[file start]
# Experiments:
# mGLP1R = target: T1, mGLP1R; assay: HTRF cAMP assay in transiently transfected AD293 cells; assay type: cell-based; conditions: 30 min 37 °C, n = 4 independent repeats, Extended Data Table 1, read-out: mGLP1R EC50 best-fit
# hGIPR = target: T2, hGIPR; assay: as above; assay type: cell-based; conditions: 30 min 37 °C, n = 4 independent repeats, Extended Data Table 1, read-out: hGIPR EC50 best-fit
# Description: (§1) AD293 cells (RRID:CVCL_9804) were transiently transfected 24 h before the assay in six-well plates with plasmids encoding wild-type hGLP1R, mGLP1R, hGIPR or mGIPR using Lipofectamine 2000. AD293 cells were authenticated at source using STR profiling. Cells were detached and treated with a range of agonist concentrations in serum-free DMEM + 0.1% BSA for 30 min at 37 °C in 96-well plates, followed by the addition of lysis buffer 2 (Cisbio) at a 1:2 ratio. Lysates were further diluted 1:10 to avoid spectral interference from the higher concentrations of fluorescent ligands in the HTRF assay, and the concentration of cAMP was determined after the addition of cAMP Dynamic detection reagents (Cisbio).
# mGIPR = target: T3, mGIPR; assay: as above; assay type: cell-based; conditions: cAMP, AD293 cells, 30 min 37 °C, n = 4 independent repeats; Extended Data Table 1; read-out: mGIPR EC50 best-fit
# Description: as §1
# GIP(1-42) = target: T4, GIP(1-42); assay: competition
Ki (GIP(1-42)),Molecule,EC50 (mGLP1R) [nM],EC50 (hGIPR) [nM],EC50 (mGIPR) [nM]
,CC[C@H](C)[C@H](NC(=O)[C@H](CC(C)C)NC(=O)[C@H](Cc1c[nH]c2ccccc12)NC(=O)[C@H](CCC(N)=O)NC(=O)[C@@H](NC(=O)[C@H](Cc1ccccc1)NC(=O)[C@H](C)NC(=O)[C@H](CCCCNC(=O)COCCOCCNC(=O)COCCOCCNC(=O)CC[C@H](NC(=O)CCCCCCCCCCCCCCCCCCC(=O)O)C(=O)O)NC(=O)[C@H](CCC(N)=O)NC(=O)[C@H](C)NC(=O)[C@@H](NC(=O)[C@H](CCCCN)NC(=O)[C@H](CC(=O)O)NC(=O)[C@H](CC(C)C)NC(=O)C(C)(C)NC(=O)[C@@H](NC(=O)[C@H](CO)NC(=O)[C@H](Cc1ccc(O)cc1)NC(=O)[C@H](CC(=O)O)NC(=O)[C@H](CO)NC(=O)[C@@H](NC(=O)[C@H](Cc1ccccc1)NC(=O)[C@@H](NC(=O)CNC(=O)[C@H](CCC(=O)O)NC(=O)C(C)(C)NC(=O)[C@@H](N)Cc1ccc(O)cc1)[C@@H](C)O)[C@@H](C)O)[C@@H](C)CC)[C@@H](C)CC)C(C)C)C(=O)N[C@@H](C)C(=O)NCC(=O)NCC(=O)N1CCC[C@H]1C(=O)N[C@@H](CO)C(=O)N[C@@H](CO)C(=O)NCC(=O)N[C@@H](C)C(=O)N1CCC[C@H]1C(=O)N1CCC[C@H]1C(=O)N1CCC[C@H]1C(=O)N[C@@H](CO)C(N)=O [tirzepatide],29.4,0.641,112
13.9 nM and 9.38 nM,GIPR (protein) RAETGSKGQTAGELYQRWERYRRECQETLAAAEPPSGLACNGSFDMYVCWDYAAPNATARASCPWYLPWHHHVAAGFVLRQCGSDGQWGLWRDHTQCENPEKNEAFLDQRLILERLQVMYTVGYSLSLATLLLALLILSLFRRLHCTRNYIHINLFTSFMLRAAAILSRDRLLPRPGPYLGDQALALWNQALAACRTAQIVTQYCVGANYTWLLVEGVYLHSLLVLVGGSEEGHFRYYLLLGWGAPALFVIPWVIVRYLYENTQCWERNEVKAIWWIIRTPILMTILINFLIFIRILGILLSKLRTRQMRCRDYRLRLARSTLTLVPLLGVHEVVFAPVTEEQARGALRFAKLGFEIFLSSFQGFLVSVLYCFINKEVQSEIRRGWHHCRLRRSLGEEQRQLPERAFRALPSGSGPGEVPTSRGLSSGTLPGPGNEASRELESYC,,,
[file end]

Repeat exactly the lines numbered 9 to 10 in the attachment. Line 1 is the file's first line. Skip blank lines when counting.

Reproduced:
,CC[C@H](C)[C@H](NC(=O)[C@H](CC(C)C)NC(=O)[C@H](Cc1c[nH]c2ccccc12)NC(=O)[C@H](CCC(N)=O)NC(=O)[C@@H](NC(=O)[C@H](Cc1ccccc1)NC(=O)[C@H](C)NC(=O)[C@H](CCCCNC(=O)COCCOCCNC(=O)COCCOCCNC(=O)CC[C@H](NC(=O)CCCCCCCCCCCCCCCCCCC(=O)O)C(=O)O)NC(=O)[C@H](CCC(N)=O)NC(=O)[C@H](C)NC(=O)[C@@H](NC(=O)[C@H](CCCCN)NC(=O)[C@H](CC(=O)O)NC(=O)[C@H](CC(C)C)NC(=O)C(C)(C)NC(=O)[C@@H](NC(=O)[C@H](CO)NC(=O)[C@H](Cc1ccc(O)cc1)NC(=O)[C@H](CC(=O)O)NC(=O)[C@H](CO)NC(=O)[C@@H](NC(=O)[C@H](Cc1ccccc1)NC(=O)[C@@H](NC(=O)CNC(=O)[C@H](CCC(=O)O)NC(=O)C(C)(C)NC(=O)[C@@H](N)Cc1ccc(O)cc1)[C@@H](C)O)[C@@H](C)O)[C@@H](C)CC)[C@@H](C)CC)C(C)C)C(=O)N[C@@H](C)C(=O)NCC(=O)NCC(=O)N1CCC[C@H]1C(=O)N[C@@H](CO)C(=O)N[C@@H](CO)C(=O)NCC(=O)N[C@@H](C)C(=O)N1CCC[C@H]1C(=O)N1CCC[C@H]1C(=O)N1CCC[C@H]1C(=O)N[C@@H](CO)C(N)=O [tirzepatide],29.4,0.641,112
13.9 nM and 9.38 nM,GIPR (protein) RAETGSKGQTAGELYQRWERYRRECQETLAAAEPPSGLACNGSFDMYVCWDYAAPNATARASCPWYLPWHHHVAAGFVLRQCGSDGQWGLWRDHTQCENPEKNEAFLDQRLILERLQVMYTVGYSLSLATLLLALLILSLFRRLHCTRNYIHINLFTSFMLRAAAILSRDRLLPRPGPYLGDQALALWNQALAACRTAQIVTQYCVGANYTWLLVEGVYLHSLLVLVGGSEEGHFRYYLLLGWGAPALFVIPWVIVRYLYENTQCWERNEVKAIWWIIRTPILMTILINFLIFIRILGILLSKLRTRQMRCRDYRLRLARSTLTLVPLLGVHEVVFAPVTEEQARGALRFAKLGFEIFLSSFQGFLVSVLYCFINKEVQSEIRRGWHHCRLRRSLGEEQRQLPERAFRALPSGSGPGEVPTSRGLSSGTLPGPGNEASRELESYC,,,